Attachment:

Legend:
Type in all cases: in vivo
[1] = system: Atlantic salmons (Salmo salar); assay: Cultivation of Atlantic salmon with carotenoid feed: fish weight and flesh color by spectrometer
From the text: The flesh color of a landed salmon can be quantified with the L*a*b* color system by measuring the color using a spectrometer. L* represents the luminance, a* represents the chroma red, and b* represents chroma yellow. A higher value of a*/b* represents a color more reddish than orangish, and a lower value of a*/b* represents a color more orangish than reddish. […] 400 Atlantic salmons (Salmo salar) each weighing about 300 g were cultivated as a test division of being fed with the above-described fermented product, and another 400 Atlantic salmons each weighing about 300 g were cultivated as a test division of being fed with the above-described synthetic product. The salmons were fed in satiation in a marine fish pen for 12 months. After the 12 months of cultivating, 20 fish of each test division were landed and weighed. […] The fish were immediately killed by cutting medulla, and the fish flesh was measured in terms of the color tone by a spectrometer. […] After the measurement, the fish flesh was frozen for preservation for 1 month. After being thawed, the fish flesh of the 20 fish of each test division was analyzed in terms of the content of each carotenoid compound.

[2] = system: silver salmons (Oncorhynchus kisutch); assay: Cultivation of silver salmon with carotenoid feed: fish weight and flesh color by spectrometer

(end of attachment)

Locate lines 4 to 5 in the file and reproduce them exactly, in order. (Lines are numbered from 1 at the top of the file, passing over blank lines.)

From the text: The flesh color of a landed salmon can be quantified with the L*a*b* color system by measuring the color using a spectrometer. L* represents the luminance, a* represents the chroma red, and b* represents chroma yellow. A higher value of a*/b* represents a color more reddish than orangish, and a lower value of a*/b* represents a color more orangish than reddish. […] 400 Atlantic salmons (Salmo salar) each weighing about 300 g were cultivated as a test division of being fed with the above-described fermented product, and another 400 Atlantic salmons each weighing about 300 g were cultivated as a test division of being fed with the above-described synthetic product. The salmons were fed in satiation in a marine fish pen for 12 months. After the 12 months of cultivating, 20 fish of each test division were landed and weighed. […] The fish were immediately killed by cutting medulla, and the fish flesh was measured in terms of the color tone by a spectrometer. […] After the measurement, the fish flesh was frozen for preservation for 1 month. After being thawed, the fish flesh of the 20 fish of each test division was analyzed in terms of the content of each carotenoid compound.

[2] = system: silver salmons (Oncorhynchus kisutch); assay: Cultivation of silver salmon with carotenoid feed: fish weight and flesh color by spectrometer